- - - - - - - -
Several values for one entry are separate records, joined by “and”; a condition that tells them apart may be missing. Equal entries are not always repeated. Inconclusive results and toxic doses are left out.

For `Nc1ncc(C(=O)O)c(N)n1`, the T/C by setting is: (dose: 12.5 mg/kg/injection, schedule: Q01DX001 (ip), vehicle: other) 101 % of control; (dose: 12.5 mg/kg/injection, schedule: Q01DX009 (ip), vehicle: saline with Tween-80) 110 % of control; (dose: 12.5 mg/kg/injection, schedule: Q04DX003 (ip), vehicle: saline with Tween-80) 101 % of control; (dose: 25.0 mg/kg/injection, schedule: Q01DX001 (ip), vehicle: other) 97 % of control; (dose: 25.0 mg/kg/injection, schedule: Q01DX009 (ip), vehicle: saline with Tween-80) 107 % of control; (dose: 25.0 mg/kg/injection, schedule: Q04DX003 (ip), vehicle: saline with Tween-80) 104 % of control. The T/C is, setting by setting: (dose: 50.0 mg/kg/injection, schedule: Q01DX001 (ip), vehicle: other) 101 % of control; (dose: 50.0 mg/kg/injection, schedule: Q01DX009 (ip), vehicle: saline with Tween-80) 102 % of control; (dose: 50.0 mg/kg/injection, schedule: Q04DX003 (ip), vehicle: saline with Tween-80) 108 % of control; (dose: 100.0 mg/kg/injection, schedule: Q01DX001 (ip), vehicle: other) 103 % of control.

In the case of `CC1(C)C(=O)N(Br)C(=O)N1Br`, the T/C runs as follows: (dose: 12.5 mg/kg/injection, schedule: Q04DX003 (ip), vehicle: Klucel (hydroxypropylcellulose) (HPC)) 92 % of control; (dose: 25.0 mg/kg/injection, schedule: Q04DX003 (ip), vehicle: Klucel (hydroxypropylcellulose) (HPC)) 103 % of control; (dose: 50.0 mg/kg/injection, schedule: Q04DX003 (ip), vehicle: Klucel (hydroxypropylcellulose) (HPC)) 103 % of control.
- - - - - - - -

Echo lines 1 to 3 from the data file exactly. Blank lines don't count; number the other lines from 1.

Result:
Several values for one entry are separate records, joined by “and”; a condition that tells them apart may be missing. Equal entries are not always repeated. Inconclusive results and toxic doses are left out.

For `Nc1ncc(C(=O)O)c(N)n1`, the T/C by setting is: (dose: 12.5 mg/kg/injection, schedule: Q01DX001 (ip), vehicle: other) 101 % of control; (dose: 12.5 mg/kg/injection, schedule: Q01DX009 (ip), vehicle: saline with Tween-80) 110 % of control; (dose: 12.5 mg/kg/injection, schedule: Q04DX003 (ip), vehicle: saline with Tween-80) 101 % of control; (dose: 25.0 mg/kg/injection, schedule: Q01DX001 (ip), vehicle: other) 97 % of control; (dose: 25.0 mg/kg/injection, schedule: Q01DX009 (ip), vehicle: saline with Tween-80) 107 % of control; (dose: 25.0 mg/kg/injection, schedule: Q04DX003 (ip), vehicle: saline with Tween-80) 104 % of control. The T/C is, setting by setting: (dose: 50.0 mg/kg/injection, schedule: Q01DX001 (ip), vehicle: other) 101 % of control; (dose: 50.0 mg/kg/injection, schedule: Q01DX009 (ip), vehicle: saline with Tween-80) 102 % of control; (dose: 50.0 mg/kg/injection, schedule: Q04DX003 (ip), vehicle: saline with Tween-80) 108 % of control; (dose: 100.0 mg/kg/injection, schedule: Q01DX001 (ip), vehicle: other) 103 % of control.

In the case of `CC1(C)C(=O)N(Br)C(=O)N1Br`, the T/C runs as follows: (dose: 12.5 mg/kg/injection, schedule: Q04DX003 (ip), vehicle: Klucel (hydroxypropylcellulose) (HPC)) 92 % of control; (dose: 25.0 mg/kg/injection, schedule: Q04DX003 (ip), vehicle: Klucel (hydroxypropylcellulose) (HPC)) 103 % of control; (dose: 50.0 mg/kg/injection, schedule: Q04DX003 (ip), vehicle: Klucel (hydroxypropylcellulose) (HPC)) 103 % of control.